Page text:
But what, you’re probably wondering, does each sound like? Well, Phase Modulation is a variant of FM synthesis with just two sine wave operators. In this, the default mode, the timbre knob sets the frequency of the modulator leaving waveshape to control the modulation depth. All the Kastle’s tones are decidedly lo-fi, so you shouldn’t expect anything resembling the clean and sleek FM as popularised in the 1980s. Instead, the raw tonality is brimming with buzzy, wobbly cross-modulation as impure as it is attention-grabbingly filthy. It’s FM but not as we know it.
Phase Distortion was Casio’s answer to Yamaha’s DX range of synths. Here it is represented by two sync’ed ramp oscillators each with a wide tuning range. The waveshaper contributes an approximation of high-pass filtering. The end results tend to be somewhat nasal but the lowest pitches cover an array of interesting clicks and farts. Ringing harmonics and vocal tones a-plenty materialise as you to raise the pitch of both oscillators; with high waveshaper values and manipulation of the Osc Timbre knob, the Kastle produces highly convincing formant sounds.
Track & Hold was a new type of synthesis to me. In it, the main sine wave oscillator is sent through a comparator to generate a variable-width pulse wave. This wave gates a track & hold circuit through which the other oscillator passes, but only when the pulse is high. The waveshaper controls the pulse width and the other two knobs set the frequencies of each oscillator. The audible effects are of a glitchy, intermittent wail, yet more clicks and blips, modem noises, credible impressions of short-wave radios, static, jarring ring modulation and grumbling drones. In this mode especially, the Kastle could be a great source of external modulation.
The onboard LFO produces simultaneous triangle and square outputs, with the latter useful for synchronising external modules. The LFO’s reset input is interesting too: it resets the phase of the triangle wave to the highest part of its output. Therefore at slow rates and by applying an external trigger to the reset input, you can mimic a decaying envelope or sawtooth modulation source. Additionally, the LFO may be subject to external rate modulation: you can patch in its own output, which is always a good way of generating less predictable movement.
Probably the coolest modulation source is the Stepped Generator. Inspired by the Rungler Circuit of Rob Hordijk, this delivers voltage patterns that vary depending on connections made at the Bit Input. With no input present, a 16-step pattern is produced. Patching in a high input results in a totally random pattern while a low input generates an eight-step pattern. Best of all, the non-random eight- and 16-step patterns are scrambled every time you patch, but after scrambling they repeat predictably. This has advantages for anyone using the Kastle as a resource for sampling: simply have the Stepped Generator drive waveshape, timbre or pitch and you’ll get something interesting more often than not.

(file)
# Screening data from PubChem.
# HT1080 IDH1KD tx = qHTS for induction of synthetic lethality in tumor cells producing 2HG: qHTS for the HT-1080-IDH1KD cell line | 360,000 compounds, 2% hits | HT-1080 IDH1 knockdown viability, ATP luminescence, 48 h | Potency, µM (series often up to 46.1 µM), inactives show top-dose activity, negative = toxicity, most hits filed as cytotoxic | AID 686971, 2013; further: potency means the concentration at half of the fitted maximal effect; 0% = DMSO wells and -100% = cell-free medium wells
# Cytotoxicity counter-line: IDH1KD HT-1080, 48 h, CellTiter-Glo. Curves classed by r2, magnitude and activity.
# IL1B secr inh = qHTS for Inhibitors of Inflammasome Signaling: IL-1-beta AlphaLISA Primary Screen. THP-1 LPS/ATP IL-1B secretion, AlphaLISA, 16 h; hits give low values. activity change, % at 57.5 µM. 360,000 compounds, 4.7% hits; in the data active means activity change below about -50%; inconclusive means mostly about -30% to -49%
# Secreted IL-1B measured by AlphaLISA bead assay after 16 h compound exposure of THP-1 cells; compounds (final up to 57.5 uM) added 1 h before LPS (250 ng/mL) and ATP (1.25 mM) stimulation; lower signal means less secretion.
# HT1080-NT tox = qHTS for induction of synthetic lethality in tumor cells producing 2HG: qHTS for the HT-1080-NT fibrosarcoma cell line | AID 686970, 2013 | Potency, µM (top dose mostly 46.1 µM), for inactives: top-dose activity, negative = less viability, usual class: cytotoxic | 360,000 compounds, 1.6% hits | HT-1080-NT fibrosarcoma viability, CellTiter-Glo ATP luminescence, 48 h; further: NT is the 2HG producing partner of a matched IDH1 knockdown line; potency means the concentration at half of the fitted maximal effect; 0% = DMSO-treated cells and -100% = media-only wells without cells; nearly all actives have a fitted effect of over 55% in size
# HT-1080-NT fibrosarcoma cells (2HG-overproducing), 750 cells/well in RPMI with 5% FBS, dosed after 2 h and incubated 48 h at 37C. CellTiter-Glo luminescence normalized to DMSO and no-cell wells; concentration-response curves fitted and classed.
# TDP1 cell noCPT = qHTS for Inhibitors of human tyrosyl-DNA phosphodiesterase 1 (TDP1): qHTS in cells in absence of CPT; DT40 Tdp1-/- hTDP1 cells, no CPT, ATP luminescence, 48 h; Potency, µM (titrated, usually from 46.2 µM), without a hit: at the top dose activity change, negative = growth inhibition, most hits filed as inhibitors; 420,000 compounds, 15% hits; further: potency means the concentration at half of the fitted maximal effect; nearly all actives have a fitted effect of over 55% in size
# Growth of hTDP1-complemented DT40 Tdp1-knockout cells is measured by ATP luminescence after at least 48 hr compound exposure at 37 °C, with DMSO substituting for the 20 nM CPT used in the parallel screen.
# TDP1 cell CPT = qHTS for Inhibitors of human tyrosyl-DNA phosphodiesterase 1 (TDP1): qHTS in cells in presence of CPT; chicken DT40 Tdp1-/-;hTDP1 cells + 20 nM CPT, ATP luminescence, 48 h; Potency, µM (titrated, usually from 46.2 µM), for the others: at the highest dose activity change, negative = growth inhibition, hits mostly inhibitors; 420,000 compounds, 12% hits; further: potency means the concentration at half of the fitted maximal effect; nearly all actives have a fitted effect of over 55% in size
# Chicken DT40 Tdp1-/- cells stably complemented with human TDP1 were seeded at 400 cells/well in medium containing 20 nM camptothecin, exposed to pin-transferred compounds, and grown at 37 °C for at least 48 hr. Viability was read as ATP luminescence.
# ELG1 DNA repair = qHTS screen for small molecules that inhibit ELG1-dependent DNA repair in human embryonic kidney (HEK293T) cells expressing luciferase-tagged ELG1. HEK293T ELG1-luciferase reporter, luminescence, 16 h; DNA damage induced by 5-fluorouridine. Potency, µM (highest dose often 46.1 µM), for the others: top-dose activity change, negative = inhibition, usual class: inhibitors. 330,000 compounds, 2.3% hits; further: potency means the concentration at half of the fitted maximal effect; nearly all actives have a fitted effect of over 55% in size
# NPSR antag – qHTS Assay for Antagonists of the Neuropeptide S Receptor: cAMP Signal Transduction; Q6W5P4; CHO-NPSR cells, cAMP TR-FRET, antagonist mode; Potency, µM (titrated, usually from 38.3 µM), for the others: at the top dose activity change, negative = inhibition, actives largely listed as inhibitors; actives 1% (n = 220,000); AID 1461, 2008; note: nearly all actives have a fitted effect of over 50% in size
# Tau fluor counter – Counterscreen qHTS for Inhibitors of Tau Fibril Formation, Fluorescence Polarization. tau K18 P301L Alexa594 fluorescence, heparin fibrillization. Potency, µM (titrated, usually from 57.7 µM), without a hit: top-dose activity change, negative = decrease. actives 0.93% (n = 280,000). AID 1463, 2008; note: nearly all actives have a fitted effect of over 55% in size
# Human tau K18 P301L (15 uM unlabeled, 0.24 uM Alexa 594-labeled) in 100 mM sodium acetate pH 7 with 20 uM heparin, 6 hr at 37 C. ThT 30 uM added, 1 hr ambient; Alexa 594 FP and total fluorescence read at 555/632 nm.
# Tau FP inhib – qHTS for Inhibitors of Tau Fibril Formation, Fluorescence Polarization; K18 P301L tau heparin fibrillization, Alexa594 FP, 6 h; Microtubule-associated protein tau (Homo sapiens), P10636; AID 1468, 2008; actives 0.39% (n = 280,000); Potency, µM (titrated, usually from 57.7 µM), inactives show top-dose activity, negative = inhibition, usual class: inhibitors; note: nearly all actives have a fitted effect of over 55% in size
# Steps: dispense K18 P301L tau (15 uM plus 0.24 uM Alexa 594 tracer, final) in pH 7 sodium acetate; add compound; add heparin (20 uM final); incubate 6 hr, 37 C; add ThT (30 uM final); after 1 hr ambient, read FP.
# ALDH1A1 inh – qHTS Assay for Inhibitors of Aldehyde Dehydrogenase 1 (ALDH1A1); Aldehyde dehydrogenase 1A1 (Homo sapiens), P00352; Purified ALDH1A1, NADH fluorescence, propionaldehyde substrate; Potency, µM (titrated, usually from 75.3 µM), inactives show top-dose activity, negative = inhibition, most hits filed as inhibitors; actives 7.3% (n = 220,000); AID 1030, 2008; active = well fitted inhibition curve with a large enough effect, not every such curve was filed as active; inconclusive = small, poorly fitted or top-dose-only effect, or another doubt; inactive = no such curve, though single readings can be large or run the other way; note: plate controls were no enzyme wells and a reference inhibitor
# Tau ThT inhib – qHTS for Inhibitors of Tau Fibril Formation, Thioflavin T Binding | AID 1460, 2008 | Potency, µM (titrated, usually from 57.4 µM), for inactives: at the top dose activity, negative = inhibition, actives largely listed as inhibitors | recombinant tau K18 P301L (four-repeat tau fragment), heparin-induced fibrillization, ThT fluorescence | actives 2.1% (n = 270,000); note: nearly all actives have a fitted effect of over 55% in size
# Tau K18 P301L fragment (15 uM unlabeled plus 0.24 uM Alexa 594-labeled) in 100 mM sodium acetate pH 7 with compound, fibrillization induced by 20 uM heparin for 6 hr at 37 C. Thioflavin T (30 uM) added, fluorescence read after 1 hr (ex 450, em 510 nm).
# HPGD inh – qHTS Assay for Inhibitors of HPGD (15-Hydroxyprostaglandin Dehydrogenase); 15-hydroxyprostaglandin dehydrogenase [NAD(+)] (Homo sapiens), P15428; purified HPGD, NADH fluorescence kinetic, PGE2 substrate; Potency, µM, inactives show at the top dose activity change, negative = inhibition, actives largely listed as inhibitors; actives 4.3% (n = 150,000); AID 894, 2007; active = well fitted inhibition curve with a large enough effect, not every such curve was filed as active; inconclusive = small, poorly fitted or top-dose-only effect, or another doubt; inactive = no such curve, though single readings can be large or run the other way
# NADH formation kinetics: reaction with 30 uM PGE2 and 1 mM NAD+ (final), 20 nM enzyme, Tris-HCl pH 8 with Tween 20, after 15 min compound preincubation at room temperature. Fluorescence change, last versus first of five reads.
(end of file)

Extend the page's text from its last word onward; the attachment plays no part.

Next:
Of course at this scale it’s impossible to cover every avenue. For example, the Kastle doesn’t have an envelope, so if you use it stand-alone, it tends to be a bit of a wailer. Not that this is necessarily a complaint. It’s pleasantly surprising how many variations of noise-ridden digital drones there are, not to mention random and semi-random note patterns and chuntering sound effects all ready for external gating, looping or sampling.
Making gear as small as possible is currently in fashion and sometimes you have to wonder how far it will go before we’re employing nanobots to play for us and a microscope to watch it happen. I remember being overjoyed by Korg’s Monotron series, yet I couldn’t tell you the last time I put batteries in mine. The Kastle is a rather different proposition to Korg’s trailblazers, though, and a more complex beast generally. Wholly digital in nature, its three types of synthesis have much to offer, assuming you have an appetite for gritty, crunchy lo-fi.
Should the novelty for buzzy digital tones ever wear off, the Kastle could still earn its keep as a neat extra sound and modulation source for your modular or other synth. Similarly, it might be good raw material for sampling, maybe in a battery-powered rig based on Bastl’s own Microgranny 2 or Korg’s Electribe Sampler or Microsampler.
My only issues were with the patch cords, specifically their size: I often felt the need to venture out into sunlight armed with a pair of tweezers to use them properly. Strangely enough, even this irritation had a spin-off benefit. Returning to my Eurorack system after playing with the Kastle for a while, suddenly everything felt spacious, which is a new experience.
The Kastle is Open Source and also available as a kit, plus there are options to swap out the Oscillator and LFO chips. If you’re willing to invest time and effort, it therefore has more to offer. For many of us, I suspect it’ll be primarily viewed as a source of weird noises and aliased drones you can whip out of a pocket whenever the urge arises. At the price, there are plenty of reasons to justify owning one.